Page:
Printed Circuit Board Assembly & PCB Design SMT Electronics Assembly Manufacturing Forum

Printed Circuit Board Assembly & PCB Design Forum

SMT electronics assembly manufacturing forum.


D.Hammond

#15536

haloing on SMT PCBs | 8 June, 1998

I work QA at an OEM in Alberta, Canada. I saw earlier posts on the smtnet regarding PCB haloing criteria. I am currently in a dispute with my PCB vendor over the acceptability of haloing (delamination) around plated through holes and vias on a lot of multi layer SMT PCBs they have shipped us. The only document at my disposal is IPC-A-600C (circa 1978). Under that standard they merely identify haloing and state nothing about acceptability levels (does this mean that by that standard no haloing is acceptable?). My vendor claims that haloing has no effect on the fuctionality of the PCB. I tend to disagree as some of the haloed THs are on high stess areas (DIN and Lemo connector pcb mounting/solder joint areas). I have ordered the latest rev. of IPC-600 however, in the mean time, I must respond to this vendor's allogations. Can anyone give me any info as to the current IPC acceptability standards and/or any insight as to potential failure/fatigue that could result from populated, haloed through holes?

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Earl Moon

#15538

Re: haloing on SMT PCBs | 8 June, 1998

| I work QA at an OEM in Alberta, Canada. I saw earlier posts on the smtnet regarding PCB haloing criteria. I am currently in a dispute with my PCB vendor over the acceptability of haloing (delamination) around plated through holes and vias on a lot of multi layer SMT PCBs they have shipped us. The only document at my disposal is IPC-A-600C (circa 1978). Under that standard they merely identify haloing and state nothing about acceptability levels (does this mean that by that standard no haloing is acceptable?). My vendor claims that haloing has no effect on the fuctionality of the PCB. I tend to disagree as some of the haloed THs are on high stess areas (DIN and Lemo connector pcb mounting/solder joint areas). | I have ordered the latest rev. of IPC-600 however, in the mean time, I must respond to this vendor's allogations. Can anyone give me any info as to the current IPC acceptability standards and/or any insight as to potential failure/fatigue that could result from populated, haloed through holes? Please do get the new guidelines as without them there is little argument against one so informed or ignorant as your best supplier. I would say this: Haloing is delamination as you so correctly stated. Delamination before thermal stress indicates serious process problems effected by a number of possible causes (drilling, poor lamination process management, chemical problems, etc.). What really is at stake here is what happens to bare boards after thermal stress and shock, such as that encountered during assembly operations and during product performance. If the delamination propogates into the hole walls, opens are the effect. This is not permissable, and IPC & MIL-55110 cover these concerns in detail. There is a way to determine whether this condition will cause failure and that is to perform thermal stress and thermal shock testing on the bare boards, or parts of them. Of course, you should always place quality conformance test circuitry on all your panels so they might suffer the consequences, should they arise. This also should be done in accordance with IPC-275 and the appropriate test methods and acceptance guidelines.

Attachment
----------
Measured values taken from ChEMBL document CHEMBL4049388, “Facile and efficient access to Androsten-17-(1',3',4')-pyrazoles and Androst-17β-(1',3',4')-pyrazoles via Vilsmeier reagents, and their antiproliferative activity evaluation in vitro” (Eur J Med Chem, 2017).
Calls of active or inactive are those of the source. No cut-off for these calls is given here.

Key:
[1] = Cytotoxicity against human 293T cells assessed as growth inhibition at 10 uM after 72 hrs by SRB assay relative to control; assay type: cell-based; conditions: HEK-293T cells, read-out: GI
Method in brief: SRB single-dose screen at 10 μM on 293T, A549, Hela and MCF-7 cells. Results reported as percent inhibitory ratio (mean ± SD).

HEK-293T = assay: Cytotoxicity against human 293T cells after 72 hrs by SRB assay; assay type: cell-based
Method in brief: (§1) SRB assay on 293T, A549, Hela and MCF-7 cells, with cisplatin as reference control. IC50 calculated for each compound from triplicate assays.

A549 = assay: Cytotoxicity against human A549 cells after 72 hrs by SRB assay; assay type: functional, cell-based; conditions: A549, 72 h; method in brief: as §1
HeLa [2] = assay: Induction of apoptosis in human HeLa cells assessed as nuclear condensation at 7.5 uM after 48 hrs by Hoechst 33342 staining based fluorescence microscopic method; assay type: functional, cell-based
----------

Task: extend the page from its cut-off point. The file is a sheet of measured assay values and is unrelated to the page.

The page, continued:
Good arguing, Earl Moon

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D.Lange

#15537

Re: haloing on SMT PCBs | 8 June, 1998

| I work QA at an OEM in Alberta, Canada. I saw earlier posts on the smtnet regarding PCB haloing criteria. I am currently in a dispute with my PCB vendor over the acceptability of haloing (delamination) around plated through holes and vias on a lot of multi layer SMT PCBs they have shipped us. The only document at my disposal is IPC-A-600C (circa 1978). Under that standard they merely identify haloing and state nothing about acceptability levels (does this mean that by that standard no haloing is acceptable?). My vendor claims that haloing has no effect on the fuctionality of the PCB. I tend to disagree as some of the haloed THs are on high stess areas (DIN and Lemo connector pcb mounting/solder joint areas). | I have ordered the latest rev. of IPC-600 however, in the mean time, I must respond to this vendor's allogations. Can anyone give me any info as to the current IPC acceptability standards and/or any insight as to potential failure/fatigue that could result from populated, haloed through holes? D.Hammond, I am assuming you have received bare PCB's with this defect. This is for unsupported holes. Acceptable -Class 1,2,3 Penetration of haloing or edge delamination does not reduce the distance from the edge of hole to the closest conductor by more than 50% of that specified or more than 2.5mm [0.100 in] if none specified. NonConforming- Class 1,2,3 Penetration of haloing or edge delamination reduces the distance from the edge of the hole to the closest conductor by more than 50% of that specified or more than 2.5mm [0.100 in] if none specified. Only other mention is for board edges and reference to supported holes and vias is not noted (at least to my knowledge). Only other time I've seen what you describe has been caused by washing the assembly before sufficiently cooling it. There is an easy test for this fortunately. If you have hot air handy (heat shrink gun)try heating the assembly and if halos dissapear then you got moisture intrusion as a result of rapid quenching...not good to the parts or assembly. If you are using no clean...??? Maybe you should as Earl or something. Good luck.

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